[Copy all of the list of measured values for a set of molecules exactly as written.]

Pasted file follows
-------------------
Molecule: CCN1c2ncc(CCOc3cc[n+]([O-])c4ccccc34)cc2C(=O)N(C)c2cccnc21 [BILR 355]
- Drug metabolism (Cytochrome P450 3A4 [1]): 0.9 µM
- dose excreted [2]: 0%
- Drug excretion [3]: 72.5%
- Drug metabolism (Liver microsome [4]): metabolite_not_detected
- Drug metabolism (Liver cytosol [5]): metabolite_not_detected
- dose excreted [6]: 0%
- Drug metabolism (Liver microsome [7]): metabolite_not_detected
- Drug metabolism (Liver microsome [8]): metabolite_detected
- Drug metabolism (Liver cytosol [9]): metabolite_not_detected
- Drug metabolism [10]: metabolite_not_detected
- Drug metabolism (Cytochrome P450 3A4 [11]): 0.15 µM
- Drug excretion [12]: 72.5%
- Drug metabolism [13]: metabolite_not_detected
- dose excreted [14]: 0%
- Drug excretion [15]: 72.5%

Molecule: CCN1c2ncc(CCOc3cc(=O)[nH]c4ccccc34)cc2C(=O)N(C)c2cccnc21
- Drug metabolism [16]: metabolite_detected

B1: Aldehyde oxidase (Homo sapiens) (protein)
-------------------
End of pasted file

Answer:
Molecule: CCN1c2ncc(CCOc3cc[n+]([O-])c4ccccc34)cc2C(=O)N(C)c2cccnc21 [BILR 355]
- Drug metabolism (Cytochrome P450 3A4 [1]): 0.9 µM
- dose excreted [2]: 0%
- Drug excretion [3]: 72.5%
- Drug metabolism (Liver microsome [4]): metabolite_not_detected
- Drug metabolism (Liver cytosol [5]): metabolite_not_detected
- dose excreted [6]: 0%
- Drug metabolism (Liver microsome [7]): metabolite_not_detected
- Drug metabolism (Liver microsome [8]): metabolite_detected
- Drug metabolism (Liver cytosol [9]): metabolite_not_detected
- Drug metabolism [10]: metabolite_not_detected
- Drug metabolism (Cytochrome P450 3A4 [11]): 0.15 µM
- Drug excretion [12]: 72.5%
- Drug metabolism [13]: metabolite_not_detected
- dose excreted [14]: 0%
- Drug excretion [15]: 72.5%

Molecule: CCN1c2ncc(CCOc3cc(=O)[nH]c4ccccc34)cc2C(=O)N(C)c2cccnc21
- Drug metabolism [16]: metabolite_detected

B1: Aldehyde oxidase (Homo sapiens) (protein)